I want to share an excerpt, from a chapter of my upcoming mini-book, titled, The Way Ahead for Reform and Freedom,
“The empowerment of dissidents and reformers within Islam, as well as a moral arc* of science
and philosophy within its intellectual tapestry, can – and should – be a new focal point for a
wide range of practical thinking and action. This can be a ‘peaceful arms race’, waged from
within and alongside the Muslim world, in solidarity with its bravest, brightest, and most
enthusiastic torchbearers of modernity and human rights. This would mobilize across
disciplines, including mass communication, media, and human behavioral psychology. It would
tap into and call upon exciting and wonderfully nuanced skill-sets and spheres of expertise,
ranging from social activism and cyber security to dynamic social innovation and applied
In the end, having a Moral Arc* within Islam will require a growing solidarity between thought
communities within the Secular and Muslim worlds.”
I want to talk briefly about how we can work with the Muslim world to end blasphemy laws, as well as to dramatically reduce the mob lynchings (such as seen repeatedly in Bangladesh, in which atheists and dissidents and liberal Muslims are hacked to death, killed, beaten or threatened) and mistreatment of ‘apostates’ within the Muslim faith. This will take time, and a recognition that a shift in social attitudes by increasing segments of the population in these societies – from Europe all the way to Pakistan – will be needed to marginalize Islamist extremism and showcase overwhelming support for true liberal values of freedom, tolerance and pluralism.
Here are a few words I wrote in my Letter supporting free speech across our campuses here and in Europe and Canada:
The ability to feel free to speak against prevailing orthodoxies and social pressures – and the willingness to act on ones honest feelings – are pivotal in the fight for real human freedoms. Forget privileged Yale students – I think that Muslim dissidents can beat them to the Arc of Moral Progress in taking down the crushing weight of political correctness. To echo the recent words of Steven Pinker, cognitive scientist, psychologist, linguist, and popular science author,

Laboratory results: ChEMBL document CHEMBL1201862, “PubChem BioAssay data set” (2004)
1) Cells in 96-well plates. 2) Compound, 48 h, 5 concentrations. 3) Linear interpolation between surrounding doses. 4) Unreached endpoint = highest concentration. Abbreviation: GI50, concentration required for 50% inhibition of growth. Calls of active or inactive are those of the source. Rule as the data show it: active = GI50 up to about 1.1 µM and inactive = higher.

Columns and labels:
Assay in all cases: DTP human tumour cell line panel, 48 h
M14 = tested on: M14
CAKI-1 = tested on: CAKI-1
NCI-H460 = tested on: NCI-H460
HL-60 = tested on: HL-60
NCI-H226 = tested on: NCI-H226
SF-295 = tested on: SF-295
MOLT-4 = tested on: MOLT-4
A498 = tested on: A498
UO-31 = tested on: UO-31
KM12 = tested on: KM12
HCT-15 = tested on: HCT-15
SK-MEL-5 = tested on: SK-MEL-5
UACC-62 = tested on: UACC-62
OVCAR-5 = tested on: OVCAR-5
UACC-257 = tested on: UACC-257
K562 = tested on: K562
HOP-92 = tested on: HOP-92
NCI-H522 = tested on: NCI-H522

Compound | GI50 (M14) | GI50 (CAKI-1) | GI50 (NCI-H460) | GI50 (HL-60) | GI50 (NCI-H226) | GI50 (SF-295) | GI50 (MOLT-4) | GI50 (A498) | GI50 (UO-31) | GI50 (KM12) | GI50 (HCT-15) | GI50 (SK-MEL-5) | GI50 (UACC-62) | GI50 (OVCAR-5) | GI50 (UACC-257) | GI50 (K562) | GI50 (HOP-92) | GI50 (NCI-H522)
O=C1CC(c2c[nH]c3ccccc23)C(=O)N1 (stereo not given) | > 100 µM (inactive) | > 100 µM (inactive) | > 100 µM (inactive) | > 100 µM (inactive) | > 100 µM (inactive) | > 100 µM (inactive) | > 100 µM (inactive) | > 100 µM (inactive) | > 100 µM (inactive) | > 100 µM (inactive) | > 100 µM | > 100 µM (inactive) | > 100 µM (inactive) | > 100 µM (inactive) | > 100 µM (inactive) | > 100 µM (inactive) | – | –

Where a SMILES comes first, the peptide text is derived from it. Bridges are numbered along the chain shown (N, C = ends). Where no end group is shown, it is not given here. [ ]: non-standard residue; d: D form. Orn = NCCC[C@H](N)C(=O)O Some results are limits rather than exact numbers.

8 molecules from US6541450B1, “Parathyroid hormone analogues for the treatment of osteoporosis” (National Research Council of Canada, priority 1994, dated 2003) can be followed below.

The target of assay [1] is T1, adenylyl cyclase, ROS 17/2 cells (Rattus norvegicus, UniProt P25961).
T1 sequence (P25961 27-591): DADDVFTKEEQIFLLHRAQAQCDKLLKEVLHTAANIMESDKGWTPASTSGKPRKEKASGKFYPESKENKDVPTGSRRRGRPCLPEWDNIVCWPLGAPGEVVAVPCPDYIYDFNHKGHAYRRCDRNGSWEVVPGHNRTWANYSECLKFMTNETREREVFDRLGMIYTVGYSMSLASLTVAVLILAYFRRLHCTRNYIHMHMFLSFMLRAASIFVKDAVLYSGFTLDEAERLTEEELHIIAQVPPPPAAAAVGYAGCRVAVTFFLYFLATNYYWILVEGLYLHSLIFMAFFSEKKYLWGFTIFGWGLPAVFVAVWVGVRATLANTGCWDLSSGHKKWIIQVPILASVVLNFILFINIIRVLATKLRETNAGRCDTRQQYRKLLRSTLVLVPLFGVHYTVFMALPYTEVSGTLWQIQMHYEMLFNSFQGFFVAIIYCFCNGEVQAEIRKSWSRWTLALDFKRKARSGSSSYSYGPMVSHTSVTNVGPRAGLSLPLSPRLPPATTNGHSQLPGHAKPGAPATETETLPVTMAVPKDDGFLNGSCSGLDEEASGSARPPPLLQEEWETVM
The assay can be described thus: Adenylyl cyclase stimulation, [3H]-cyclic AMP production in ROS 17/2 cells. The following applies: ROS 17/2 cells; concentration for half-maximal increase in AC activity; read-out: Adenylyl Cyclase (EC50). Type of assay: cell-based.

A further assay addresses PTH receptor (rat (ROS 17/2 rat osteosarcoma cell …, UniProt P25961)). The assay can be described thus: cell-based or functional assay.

“If dissenters are punished, and can anticipate they are going to be punished…then, you might have a situation where, no one actually believes something, but everyone believes that everyone else believes it, then no one is willing to be the little boy that says that ‘The Emperor is naked’”.
Let’s take just a handful of such recent examples, knowing that there are thousands more out there on the open web, and thousands more waiting to be hear, or to find the courage to even speak to those who will listen:
“Respecting human rights is more important than respecting cultures…humans have rights, cultures and beliefs do not”
-Faisal Saeed al-Mutar, Iraqi-born writer, human rights activist, freethinker, columnist, and founder of the Global Secular Humanist Movement. Served under dangerous conditions with US soldiers in Iraq.
“The word ‘Islamophobia’ exploits the pain of genuine victims of anti-Muslim bigotry, using them to stifle any and all criticism of Islam”
“Human beings have rights and are entitled to respect. Books and beliefs don’t and are not”
-Ali A Rizvi, Pakistani-Canadian writer, physician, musician, and human rights activist
“…These politically correct language initiatives are misguided and harmful. They create highly entitled professional “victims” who expect to be free from any offense, and they engender a stifling atmosphere where all individuals walk on eggshells lest they might commit a linguistic capital crime.”
-Gad Saad, Lebanese-born evolutionary behavioral scientist and free speech advocate
No idea is above scrutiny. No idea whatsoever. To criticize, to scrutinize and to satirize my own religion [Islam] is not Islamophobia.
-Maajid Nawaz, Muslim, peace advocate, co-founder of Quilliam
“One child, one teacher, one pen and one book can change the world”
– Malala Yousafzai
Imagine if thousands more had such voices echoed, with a ripple effect that such modern movements engender when the echoing transparency of social media allows it. Rights revolutions can happen exponentially faster in the modern age of Information than in the 50s and 60s. Voices of science, literacy and freedom can be echoed just as fast as voices of Islamist theocracy, insurgency, and fundamentalist lunacy. The Muslim world can move faster in breaking this death-grip of pluralistic ignorance and call out the Naked Emperor in the Room, and I firmly believe we have the tools to help them do it. They can offer their physical, personal and moral courage in coming out and speaking out – we can offer our vast reservoirs of technical and intellectual capital and global media exposure. .
Forget Hashtag activism and media sound bites denouncing terror. We must do better. The time for talk is over – we must work together, with these tools of science and human empathy, to help map the moral landscape across Muslim societies, and empower Reformers and liberals to map their own moral arc, and define their own way forward into the 21st Century. The non-Muslim world cannot force this from the ‘top down’- it must ultimately be done from within, and from the ground up. However, we can certainly empower, assist, enable, and support, and we have the intellectual, social, financial and technological capital to do it. As Carl Sagan said in an episode of Cosmos,
”If we capitulate to superstition or greed or stupidity we could plunge our world into a time of darkness deeper than the time between the collapse of classical civilization and the Italian Renaissance. But we are also capable of using our compassion and our intelligence, our technology and our wealth to make an abundant and meaningful life for every inhabitant of this planet.”
– Carl Sagan, Cosmos: A Personal Voyage. The Shores of the Cosmic Ocean [Episode 1]